“Trechos” (Passages), in Todas as crônicas (All the Chronicles)

Why had I chosen the Botanical Gardens? Just to look. To see things. To feel them. Just to live. I leapt out of the taxi and went through the wide gates. Into the welcoming shade. I stood there motionless. Green life in those gardens was so abundant. I could see no meanness there: everything gave itself completely to the wind, to the atmosphere, to life, everything reached for the sky. And what is more: also surrendered its mystery.

“The Gratuitous Act,” in Selected Crônicas

The Botanical Gardens in Rio de Janeiro.
Photo by Camillo Vedani, circa 1868

I saw a thing. A real thing. It was ten o'clock at night at Tiradentes Square, and the taxi was speeding. Then I saw a street I'll never forget. I won't describe it: it's all mine. All I can say is that it was empty and it was ten o'clock at night. Nothing more. I was, however, germinated.

“Uma coisa” (A Thing), in Todas as crônicas (All the Chronicles)

Água viva

The word is my fourth dimension.

Água Viva

When I learned how to read, I devoured books, and thought that they were like a tree, an animal, a thing that is born. I didn't know that there was an author behind everything. Some time later, I found out that it was so, and said: "I, too, want this for myself."

"Declarations for Posterity," interview to Museum of Image and Sound, October 20, 1976

I was a member of a public library. With no guidance, I chose the books by their titles. And so it was that, one day, I chose a book entitled Steppenwolf, by Hermann Hesse. [...] And I, who was already writing brief short stories, [...] started to write a long one attempting to emulate it: the interior voyage fascinated me. I had entered into contact with high literature.

"O primeiro livro de cada uma de minhas vidas" (The First Book of Each One of My Lives), in Todas as crônicas (All the Chronicles)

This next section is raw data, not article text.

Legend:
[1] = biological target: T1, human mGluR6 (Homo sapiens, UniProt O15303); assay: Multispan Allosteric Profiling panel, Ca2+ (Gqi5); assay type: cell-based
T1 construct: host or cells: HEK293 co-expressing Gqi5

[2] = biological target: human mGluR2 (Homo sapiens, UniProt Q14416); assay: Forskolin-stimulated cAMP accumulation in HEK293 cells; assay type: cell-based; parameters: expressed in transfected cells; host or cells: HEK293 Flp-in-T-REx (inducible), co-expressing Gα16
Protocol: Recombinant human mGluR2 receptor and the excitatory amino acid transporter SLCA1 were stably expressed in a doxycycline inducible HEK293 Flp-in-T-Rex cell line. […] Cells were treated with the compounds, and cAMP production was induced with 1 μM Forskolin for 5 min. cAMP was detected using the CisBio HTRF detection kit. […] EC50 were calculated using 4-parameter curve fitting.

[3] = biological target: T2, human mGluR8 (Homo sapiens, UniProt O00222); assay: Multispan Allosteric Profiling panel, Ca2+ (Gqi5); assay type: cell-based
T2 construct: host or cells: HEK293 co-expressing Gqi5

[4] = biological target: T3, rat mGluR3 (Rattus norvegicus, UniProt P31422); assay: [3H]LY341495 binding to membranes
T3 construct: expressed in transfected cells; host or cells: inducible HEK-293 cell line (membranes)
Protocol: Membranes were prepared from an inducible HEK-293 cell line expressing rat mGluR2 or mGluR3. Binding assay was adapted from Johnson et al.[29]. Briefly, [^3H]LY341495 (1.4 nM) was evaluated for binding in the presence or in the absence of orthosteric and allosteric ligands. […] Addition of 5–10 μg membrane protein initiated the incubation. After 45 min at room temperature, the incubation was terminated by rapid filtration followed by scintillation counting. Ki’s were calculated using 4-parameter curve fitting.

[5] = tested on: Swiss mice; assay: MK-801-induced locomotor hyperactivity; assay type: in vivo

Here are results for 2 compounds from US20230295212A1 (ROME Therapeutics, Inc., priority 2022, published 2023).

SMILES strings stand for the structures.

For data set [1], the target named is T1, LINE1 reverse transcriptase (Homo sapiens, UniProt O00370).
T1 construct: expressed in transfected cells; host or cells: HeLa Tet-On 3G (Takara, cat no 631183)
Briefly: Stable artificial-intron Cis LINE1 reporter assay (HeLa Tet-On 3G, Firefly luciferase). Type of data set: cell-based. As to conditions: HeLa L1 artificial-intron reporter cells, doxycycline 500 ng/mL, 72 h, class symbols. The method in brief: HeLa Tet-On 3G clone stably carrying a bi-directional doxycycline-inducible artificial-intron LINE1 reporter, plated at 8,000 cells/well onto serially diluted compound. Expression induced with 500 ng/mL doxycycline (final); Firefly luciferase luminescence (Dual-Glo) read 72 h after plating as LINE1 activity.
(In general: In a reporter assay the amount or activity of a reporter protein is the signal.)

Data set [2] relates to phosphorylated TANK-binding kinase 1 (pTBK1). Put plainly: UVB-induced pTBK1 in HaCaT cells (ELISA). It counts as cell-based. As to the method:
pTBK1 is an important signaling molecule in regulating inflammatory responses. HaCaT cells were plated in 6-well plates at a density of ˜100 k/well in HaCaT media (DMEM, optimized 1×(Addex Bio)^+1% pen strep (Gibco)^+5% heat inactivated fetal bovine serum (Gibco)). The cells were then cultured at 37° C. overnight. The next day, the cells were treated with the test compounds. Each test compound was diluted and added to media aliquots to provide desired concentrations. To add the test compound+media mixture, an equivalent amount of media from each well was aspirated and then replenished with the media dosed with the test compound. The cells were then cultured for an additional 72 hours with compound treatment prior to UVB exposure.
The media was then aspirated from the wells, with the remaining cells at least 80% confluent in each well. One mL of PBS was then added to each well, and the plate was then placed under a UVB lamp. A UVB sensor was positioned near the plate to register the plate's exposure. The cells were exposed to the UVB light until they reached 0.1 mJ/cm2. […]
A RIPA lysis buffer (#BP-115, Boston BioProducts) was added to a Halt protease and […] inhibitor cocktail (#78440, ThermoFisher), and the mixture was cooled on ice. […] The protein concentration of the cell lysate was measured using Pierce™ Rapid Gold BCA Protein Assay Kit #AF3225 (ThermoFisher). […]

It was the Portuguese language which influenced my spiritual life and innermost thoughts, and this was the language I used to utter words of love.

“One Final Clarification,” in Selected Crônicas

A Breath of Life

The Hour of the Star

I write in acrobatics and pirouettes in the air – I write because I so deeply want to speak. Though writing only gives me the full measure of silence.

Água Viva

Antonio Candido's review of Perto do Coração Selvagem (Near to the Wild Heart, 1943), Clarice Lispector's first novel, published in the newspaper Folha da Manhã, July 16, 1944

Play Video

Hélène Cixous, in “By the Light of an Apple”:

If Kafka had been a woman. If Rilke had been a Jewish Brazilian born in the Ukraine. If Rimbaud had been a mother, if he had reached the age of fifty. If Heidegger had been able to stop being German, if he written the Romance of the Earth. Why have I cited these names? To try to sketch out the general vicinity. Over there is where Clarice Lispector writes. There, where the most demanding works breathe, she makes her way. But then, at the point where the philosopher gets winded, she goes on, further still, further than all knowledge.

Clarice Lispector conducts interviews as a reporter for the Brazilian National Public News Agency, Rio de Janeiro, 1941.
Eucanaã Ferraz, in Uma literatura sem literatura (A Literature Without Literature):

By describing herself as "anonymous and discrete" in her books, Clarice transferred to the crônica all the burden of intimacy and biographizing, as if she were impelled by an uncontrollable force. And, curiously, this force seems to come from outside of her. Not from a superior instance, mystical or divine, but from something rather prosaic: her typewriter.

In writing a weekly column I am allowing readers to know me. Am I in danger of losing my privacy? What am I to do? I type out my articles at the speed of the typewriter, and when I look to see what I have written, I realize I have revealed something about myself. I even believe that if I were to write an article about the over-production of coffee in Brazil, I should end up sounding personal. Am I in danger of becoming popular? The thought horrifies me. I must see if anything can be done to remedy the situation. Words by Fernando Pessoa which I read somewhere give me some reassurance: “To speak is the simplest way of becoming unknown.”

“Fernando Pessoa to the Rescue,” in Discovering the World

Typewritten pages of Água Viva